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Stockholm and Irving in Brooklyn location of the deadly hit and runA passenger is dead and 3 other people are in critical condition after two cars collided in Brooklyn in the early hours of Monday morning. The accident was captured by surveillance cameras and showed three individuals fleeing the scene of the accident.

Surveillance footage shows a Toyota cautiously approaching and then partially crossing Stockholm Street’s intersection. Then, a Kia, speeding along Irving Avenue, collided with the Toyota. The force of the impact was so severe that both vehicles spun out of control, striking a nearby suburban vehicle with such intensity that it was pushed onto the curb.

Shortly after the accident at around 12:45 a.m., emergency responders arrived at the scene. Four individuals from the Toyota were rushed to Elmhurst Hospital. Sadly, a male passenger succumbed to his injuries, while two others, aged 34 and 29, remain in critical condition. The 26-year-old driver of the Toyota, now in stable condition, faces charges for aggravated unlicensed operation of a motor vehicle.

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JFK airport where two construction workers were killedOn April 3, 2023, tragedy struck at John F. Kennedy International Airport in Queens, New York, when two workers from Triumph Construction Corp. lost their lives in a devastating construction accident. A subsequent investigation by the U.S. Department of Labor’s Occupational Safety and Health Administration (OSHA) uncovered critical lapses in safety protocols that could have prevented this tragedy.

Two dedicated employees of Triumph Construction Corp. found themselves in a perilous situation as they attempted to remove soil from below a concrete slab within a trench. The concrete slab unexpectedly broke apart and collapsed, fatally crushing both workers.

OSHA’s Investigation

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Location of the fatal hit and run accidentAs pedestrian accident lawyers, we have seen the devastating aftermath of road accidents far too often. The recent tragedy involving Yvonne Sandiford, a cherished 79-year-old Brooklyn resident, is a reminder that our streets are failing the most vulnerable among us.

The accident, which unfolded on a dangerous street in Bedford-Stuyvesant, involved not one, but two hit-and-run drivers. It is a grim portrayal of the violence that can occur on our roads — violence that should be met with the same urgency and prevention as any other act of violence in our society.

It is deeply troubling that this fatal crash occurred within what is designated as a Senior Pedestrian Zone — areas where the city has pledged to enhance safety for older residents. Yet, the intersection of Herkimer Street and New York Avenue, notorious for being perilous, had seen no safety upgrades. This is not just a failure of infrastructure but a failure of duty to protect those who are most at risk.

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Location of the fatal NYPD tow truck accidentYesterday morning, a 7-year-old boy lost his life in Brooklyn, NYC, after being struck by a New York Police Department (NYPD) tow truck. The accident occurred at the northern border of Fort Greene Park.

The collision occurred at approximately 7:45 a.m. when the young boy and his mother crossed Myrtle Avenue in a marked crosswalk. The tow truck driver, identified as Stephanie Sharp, a 54-year-old traffic enforcement agent with the NYPD, attempted to make a right turn onto North Portland Avenue and tragically struck the boy, who was on his way to school. Despite the swift arrival of emergency medical workers, they were unable to save the young life, and the boy was pronounced dead at the scene.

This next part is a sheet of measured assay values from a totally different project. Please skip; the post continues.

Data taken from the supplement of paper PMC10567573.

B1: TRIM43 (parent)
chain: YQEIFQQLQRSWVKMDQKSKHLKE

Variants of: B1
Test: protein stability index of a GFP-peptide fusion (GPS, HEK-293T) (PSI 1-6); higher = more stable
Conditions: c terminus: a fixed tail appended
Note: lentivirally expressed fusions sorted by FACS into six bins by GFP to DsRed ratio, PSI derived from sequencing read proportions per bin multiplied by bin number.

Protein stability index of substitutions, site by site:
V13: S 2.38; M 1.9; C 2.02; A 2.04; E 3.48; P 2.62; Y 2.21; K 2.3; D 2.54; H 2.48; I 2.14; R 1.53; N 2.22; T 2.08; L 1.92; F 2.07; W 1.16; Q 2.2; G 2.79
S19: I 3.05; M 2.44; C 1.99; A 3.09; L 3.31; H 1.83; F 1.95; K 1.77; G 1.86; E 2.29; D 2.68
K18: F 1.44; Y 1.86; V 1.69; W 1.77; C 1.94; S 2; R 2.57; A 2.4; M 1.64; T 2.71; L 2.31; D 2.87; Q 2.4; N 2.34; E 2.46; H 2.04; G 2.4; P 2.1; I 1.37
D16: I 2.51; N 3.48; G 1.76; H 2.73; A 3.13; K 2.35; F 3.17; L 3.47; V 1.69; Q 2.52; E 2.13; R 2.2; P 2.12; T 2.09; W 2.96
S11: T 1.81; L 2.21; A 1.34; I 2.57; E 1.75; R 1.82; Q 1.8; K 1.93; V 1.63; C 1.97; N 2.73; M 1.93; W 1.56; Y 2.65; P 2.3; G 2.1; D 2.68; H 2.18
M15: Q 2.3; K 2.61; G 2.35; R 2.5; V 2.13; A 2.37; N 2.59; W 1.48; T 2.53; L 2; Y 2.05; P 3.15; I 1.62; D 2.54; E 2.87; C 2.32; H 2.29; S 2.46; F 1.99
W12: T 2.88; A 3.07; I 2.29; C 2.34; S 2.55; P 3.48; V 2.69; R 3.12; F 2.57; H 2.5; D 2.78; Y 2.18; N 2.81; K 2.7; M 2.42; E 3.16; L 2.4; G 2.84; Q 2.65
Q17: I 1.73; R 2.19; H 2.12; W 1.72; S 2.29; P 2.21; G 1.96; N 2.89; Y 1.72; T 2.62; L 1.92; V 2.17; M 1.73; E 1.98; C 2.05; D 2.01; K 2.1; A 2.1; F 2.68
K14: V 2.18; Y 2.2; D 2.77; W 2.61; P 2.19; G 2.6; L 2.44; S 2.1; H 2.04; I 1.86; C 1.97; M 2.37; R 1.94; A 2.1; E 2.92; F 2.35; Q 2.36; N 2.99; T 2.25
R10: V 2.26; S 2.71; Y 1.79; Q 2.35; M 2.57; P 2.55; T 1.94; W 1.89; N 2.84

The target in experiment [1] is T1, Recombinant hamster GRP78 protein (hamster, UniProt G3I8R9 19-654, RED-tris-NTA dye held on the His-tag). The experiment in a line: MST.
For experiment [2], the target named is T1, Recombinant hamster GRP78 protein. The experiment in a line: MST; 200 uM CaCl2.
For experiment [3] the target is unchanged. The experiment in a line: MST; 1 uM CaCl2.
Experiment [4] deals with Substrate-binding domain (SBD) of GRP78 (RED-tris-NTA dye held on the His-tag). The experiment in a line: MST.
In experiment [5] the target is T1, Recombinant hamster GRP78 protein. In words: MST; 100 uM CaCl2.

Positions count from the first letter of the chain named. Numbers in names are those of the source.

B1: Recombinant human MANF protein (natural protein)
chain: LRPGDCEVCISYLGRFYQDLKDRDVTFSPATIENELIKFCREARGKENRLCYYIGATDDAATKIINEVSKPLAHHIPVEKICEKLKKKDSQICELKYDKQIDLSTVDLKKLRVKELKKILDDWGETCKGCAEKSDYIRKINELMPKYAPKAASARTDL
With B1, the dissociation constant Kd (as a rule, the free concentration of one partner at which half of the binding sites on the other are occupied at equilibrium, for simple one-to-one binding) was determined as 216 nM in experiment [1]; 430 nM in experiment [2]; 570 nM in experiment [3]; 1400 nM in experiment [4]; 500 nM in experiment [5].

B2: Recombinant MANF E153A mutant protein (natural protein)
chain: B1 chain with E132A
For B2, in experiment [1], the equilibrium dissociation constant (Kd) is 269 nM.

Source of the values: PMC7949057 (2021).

Legal consequences

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yearly pedestrian fatalities in New York CityA grandmother who was pushing her 2-year-old granddaughter in a stroller was fatally struck by the driver of a pickup truck who failed to yield to them. The pedestrian accident occurred yesterday afternoon around 1:00 p.m. at the intersection of Bay 25th Street and Bath Avenue in Brooklyn. The 56-year-old driver of the pick-up truck,  identified as Faheem Shabazz, was making a left turn when he struck the grandmother and her goddaughter. He remained at the accident scene and was later charged with failing to yield to a pedestrian. According to How’s my driving, the pick-up truck has a history of recklessness. In the last 9 months, the pick-up truck received 9 violations for a total of $850 in fines. 4 of them were school zone speed camera violations.

The 66-year-old grandmother was transported to the hospital in critical condition but she did not survive. Miraculously her granddaughter survived and was not injured.

In New York City,  the Right of Way or Failure to Yield Law was passed in May 2014 to reduce pedestrian fatalities. Under this law drivers who fail to yield to a pedestrian or a cyclist can be subjected to a fine of up to $150 and up to 15 days in jail.  While this law and other initiatives such as the lowering of the city speed limit and the installation of speed cameras in school zones have led to a decrease in pedestrian fatalities in the city, large vehicles driven by reckless drivers remain a significant danger for pedestrians. Last year 116 pedestrians died in car accidents in New York City and 8,500 of them were injured.  While these numbers are lower than in 2013, before Vision Zero,  when 168 pedestrians were killed and 11,978 were injured they are far from the “zero” fatality goal of the Vision Zero program.